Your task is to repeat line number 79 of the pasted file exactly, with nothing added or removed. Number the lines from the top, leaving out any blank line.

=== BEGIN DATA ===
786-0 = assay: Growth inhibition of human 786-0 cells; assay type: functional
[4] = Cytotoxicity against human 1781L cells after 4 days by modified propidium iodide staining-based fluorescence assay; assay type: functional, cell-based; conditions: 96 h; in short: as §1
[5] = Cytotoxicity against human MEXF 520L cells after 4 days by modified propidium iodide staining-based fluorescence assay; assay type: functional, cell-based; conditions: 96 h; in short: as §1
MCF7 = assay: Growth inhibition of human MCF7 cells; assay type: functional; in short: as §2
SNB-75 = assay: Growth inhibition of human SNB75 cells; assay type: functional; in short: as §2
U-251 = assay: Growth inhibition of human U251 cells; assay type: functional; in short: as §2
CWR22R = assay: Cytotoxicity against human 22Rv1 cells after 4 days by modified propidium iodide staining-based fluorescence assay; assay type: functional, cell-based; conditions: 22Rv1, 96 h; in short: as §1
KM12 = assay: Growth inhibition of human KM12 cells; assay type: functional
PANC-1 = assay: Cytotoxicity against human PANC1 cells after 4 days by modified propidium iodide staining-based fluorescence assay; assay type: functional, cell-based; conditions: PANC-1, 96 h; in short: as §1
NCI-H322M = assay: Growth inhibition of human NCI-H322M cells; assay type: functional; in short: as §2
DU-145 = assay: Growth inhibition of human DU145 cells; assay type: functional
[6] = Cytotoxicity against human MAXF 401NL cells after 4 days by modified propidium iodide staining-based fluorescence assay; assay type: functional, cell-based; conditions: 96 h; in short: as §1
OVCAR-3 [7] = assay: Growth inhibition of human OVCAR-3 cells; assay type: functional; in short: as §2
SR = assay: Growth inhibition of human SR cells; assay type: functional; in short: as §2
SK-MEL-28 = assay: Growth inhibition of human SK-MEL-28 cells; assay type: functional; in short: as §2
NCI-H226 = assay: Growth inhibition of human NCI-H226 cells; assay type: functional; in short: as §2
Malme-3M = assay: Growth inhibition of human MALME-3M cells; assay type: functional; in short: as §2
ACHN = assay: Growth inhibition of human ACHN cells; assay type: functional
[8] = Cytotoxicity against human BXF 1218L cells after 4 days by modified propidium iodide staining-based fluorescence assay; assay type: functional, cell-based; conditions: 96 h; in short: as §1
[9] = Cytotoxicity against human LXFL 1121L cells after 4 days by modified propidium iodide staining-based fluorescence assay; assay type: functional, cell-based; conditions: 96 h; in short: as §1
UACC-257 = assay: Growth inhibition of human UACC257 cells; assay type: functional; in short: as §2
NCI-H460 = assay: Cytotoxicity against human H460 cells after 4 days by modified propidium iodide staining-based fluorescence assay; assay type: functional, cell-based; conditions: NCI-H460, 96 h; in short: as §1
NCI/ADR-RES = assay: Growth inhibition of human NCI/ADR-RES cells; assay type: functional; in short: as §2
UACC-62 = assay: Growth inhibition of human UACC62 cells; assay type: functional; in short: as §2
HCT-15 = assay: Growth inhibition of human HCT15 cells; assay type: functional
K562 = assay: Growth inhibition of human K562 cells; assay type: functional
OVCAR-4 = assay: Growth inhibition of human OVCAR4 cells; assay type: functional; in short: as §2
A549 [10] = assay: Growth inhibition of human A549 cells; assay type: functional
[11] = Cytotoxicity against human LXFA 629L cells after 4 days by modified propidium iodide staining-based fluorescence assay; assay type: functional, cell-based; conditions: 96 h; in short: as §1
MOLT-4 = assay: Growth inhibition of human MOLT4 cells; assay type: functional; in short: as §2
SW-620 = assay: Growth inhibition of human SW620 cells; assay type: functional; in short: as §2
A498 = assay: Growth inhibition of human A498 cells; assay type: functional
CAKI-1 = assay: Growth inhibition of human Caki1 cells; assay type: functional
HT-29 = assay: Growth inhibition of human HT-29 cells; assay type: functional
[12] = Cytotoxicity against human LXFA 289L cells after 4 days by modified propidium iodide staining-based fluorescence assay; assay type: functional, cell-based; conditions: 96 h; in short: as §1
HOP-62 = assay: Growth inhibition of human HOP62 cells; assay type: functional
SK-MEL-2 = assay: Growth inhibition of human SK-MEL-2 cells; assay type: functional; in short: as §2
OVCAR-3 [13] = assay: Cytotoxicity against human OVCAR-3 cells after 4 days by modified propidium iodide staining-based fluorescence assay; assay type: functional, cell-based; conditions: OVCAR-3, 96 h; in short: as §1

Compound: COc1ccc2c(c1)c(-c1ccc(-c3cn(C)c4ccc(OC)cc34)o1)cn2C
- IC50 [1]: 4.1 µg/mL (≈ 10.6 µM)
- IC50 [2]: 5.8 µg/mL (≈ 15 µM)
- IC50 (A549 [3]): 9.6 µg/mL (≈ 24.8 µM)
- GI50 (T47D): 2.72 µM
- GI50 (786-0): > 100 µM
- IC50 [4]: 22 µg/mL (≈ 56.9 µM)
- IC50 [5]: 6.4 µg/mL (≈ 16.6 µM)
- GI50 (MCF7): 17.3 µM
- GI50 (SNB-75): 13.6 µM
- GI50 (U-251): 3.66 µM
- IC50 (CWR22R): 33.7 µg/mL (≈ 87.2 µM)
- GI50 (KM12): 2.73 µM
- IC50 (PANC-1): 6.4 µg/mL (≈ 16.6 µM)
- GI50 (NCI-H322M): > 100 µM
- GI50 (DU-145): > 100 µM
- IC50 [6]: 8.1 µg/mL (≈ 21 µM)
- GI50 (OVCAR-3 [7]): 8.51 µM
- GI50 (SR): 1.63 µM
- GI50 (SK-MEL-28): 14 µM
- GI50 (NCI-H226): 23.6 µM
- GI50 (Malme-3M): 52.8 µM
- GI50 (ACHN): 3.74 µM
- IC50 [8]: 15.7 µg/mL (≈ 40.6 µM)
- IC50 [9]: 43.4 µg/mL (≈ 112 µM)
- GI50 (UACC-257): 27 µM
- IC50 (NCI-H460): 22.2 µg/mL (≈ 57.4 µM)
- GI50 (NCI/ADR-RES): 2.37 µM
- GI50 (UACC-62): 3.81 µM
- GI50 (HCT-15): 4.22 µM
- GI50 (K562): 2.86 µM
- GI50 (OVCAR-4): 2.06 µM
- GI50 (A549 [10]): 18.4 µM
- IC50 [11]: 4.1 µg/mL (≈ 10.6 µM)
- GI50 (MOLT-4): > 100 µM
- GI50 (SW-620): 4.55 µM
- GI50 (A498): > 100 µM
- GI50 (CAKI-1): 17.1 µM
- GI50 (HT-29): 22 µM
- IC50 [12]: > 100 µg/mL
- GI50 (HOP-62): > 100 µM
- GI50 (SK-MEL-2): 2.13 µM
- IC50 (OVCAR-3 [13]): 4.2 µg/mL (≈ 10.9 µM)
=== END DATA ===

- GI50 (HOP-62): > 100 µM